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Nurse Faculty Provide Essential Support to Graduate Nursing Students During COVID-19 Pandemic

      Abstract

      Nurses in formal and informal leadership roles have been stretched to fulfill duties in their own role and be pulled into staffing. These emerging leaders have little energy to pursue an advanced academic degree when they are already considering leaving the profession. In a health care industry filled with ambiguity and volatility, continued efforts to support, retain, and recruit nurses in graduate leadership programs are essential. This article describes how graduate nursing faculty provided support to graduate students in unprecedented times.
      Key Points
      • Many nurses are exhausted, which may cause them to leave the profession instead of advancing their education.
      • The use the psychological PPE should be encouraged.
      • A check-in, implemented as a time of nonjudgmental listening, can contribute to the well-being of graduate students.
      In January 2020, no one understood the acute and long-term impacts of the COVID-19 pandemic on health care systems and the population at large. Health care disaster mode processes and systems used to augment daily routines were suddenly thrust into the role of lifeline. Nursing leaders soon realized that the pre-pandemic status quo in all care settings made it difficult to keep up with the pandemic’s impact and demands.
      • Harris G.H.
      • Rak K.J.
      • Kahn J.M.
      • et al.
      US hospital capacity managers’ experiences and concerns regarding preparedness for seasonal influenza and influenza-like illness.
      Nursing education faculty also needed to change direction to support graduate students who were both attending school and leading at work during this challenging time.
      The International Council of Nurses (ICN), in a recent policy brief, reports on the impact of the pandemic on the disruption of education as reflected by 64 responding National Nurses Associations (NNA) from around the world.
      International Council of Nurses
      International Council of Nurses (ICN) policy brief: nursing education and the emerging nursing workforce in COVID-19 pandemic.
      The report found that 54% of responding NNAs reported disruption in graduate education, citing obstacles to completing required clinical hours during the pandemic, possibly contributing to a disruption in nursing’s needed workforce supply chain. Considering existing shortages in the nursing workforce, such delays will only worsen the shortage.
      Recently released results from the 2021 American Association of Colleges of Nursing (AACN) 2021 annual national survey of nursing schools revealed a 4% increase in DNP program enrollment over the previous year.
      American Association of Colleges of Nursing (AACN)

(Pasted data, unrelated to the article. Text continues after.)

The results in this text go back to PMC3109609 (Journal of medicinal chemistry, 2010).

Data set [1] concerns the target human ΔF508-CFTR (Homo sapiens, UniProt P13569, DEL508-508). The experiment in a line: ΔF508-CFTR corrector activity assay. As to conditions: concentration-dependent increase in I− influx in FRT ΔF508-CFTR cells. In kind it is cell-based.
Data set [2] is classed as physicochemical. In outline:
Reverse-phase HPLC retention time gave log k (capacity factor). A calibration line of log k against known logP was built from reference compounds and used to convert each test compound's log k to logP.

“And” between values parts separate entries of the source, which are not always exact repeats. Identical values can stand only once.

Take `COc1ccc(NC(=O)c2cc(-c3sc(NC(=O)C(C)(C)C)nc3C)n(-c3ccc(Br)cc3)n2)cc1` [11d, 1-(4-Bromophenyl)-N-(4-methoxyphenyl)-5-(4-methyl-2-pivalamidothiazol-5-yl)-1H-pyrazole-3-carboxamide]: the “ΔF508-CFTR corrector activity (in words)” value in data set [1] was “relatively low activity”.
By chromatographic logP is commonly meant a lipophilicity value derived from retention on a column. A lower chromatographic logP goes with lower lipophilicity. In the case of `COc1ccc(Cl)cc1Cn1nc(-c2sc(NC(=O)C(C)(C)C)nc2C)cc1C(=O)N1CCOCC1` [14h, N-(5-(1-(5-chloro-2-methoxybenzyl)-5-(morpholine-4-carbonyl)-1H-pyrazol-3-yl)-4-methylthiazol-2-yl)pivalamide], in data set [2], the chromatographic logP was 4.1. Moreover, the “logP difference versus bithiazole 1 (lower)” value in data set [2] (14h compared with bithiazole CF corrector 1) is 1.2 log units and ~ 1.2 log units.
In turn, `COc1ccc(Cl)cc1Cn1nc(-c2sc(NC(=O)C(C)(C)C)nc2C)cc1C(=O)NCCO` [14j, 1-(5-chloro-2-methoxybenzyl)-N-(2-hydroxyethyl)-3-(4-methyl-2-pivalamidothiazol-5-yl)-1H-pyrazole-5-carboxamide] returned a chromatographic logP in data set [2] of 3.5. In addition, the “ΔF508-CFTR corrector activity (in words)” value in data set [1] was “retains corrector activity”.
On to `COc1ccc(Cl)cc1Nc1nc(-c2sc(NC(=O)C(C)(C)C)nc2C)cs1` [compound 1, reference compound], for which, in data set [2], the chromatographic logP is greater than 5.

Nursing schools see enrollment increases in entry-level programs, signaling strong interest in nursing careers. April 5, 2022.
      However, the same survey reports a 3.8% decrease in master’s program enrollment.
      • Iheduru-Anderson K.
      • Foley J.A.
      Transitioning to full online teaching during Covid-19 crisis: the associate degree nurse faculty experience.
      At 1 nationally ranked nursing school in Texas, MSN applications are down even more in 2022. Nurses in formal and informal leadership roles have been stretched and asked to fulfill duties in their own role and be pulled into staffing. The concern is that these emerging leaders have no remaining energy to apply for an advanced academic degree when they are already considering leaving the profession.
      Findings are consistent across these various surveys and underline a concern for faculty to support our nurse leaders in their graduate programs, retain those who are struggling with competing priorities, and even recruit into graduate programs. The purpose of this article is to describe how graduate nursing faculty provided support to graduate students during an unprecedented time.

      Challenges for Faculty and Students

      Graduate nursing faculty adapted overnight to several challenges to the teaching/learning function, but also to creative new ways to keep graduate students engaged in their academic pursuits amid a pandemic and stressors on so many fronts. Graduate programs that offered on-campus face-to-face student–faculty interactions quickly transitioned to a remote virtual platform. Decisions regarding the virtual platform included the use of synchronous and/or asynchronous classes. Faculty who were not proficient in providing online courses were challenged to transition courses to a virtual platform. The accessibility of information technology support and platform mentoring proved to be an asset for faculty as learning platform functionality changed almost daily. Effort by graduate nursing programs was needed to evaluate their current content delivery and educate faculty to meet the challenges of providing meaningful and engaging courses in a virtual environment.
      • Iheduru-Anderson K.
      • Foley J.A.
      Transitioning to full online teaching during Covid-19 crisis: the associate degree nurse faculty experience.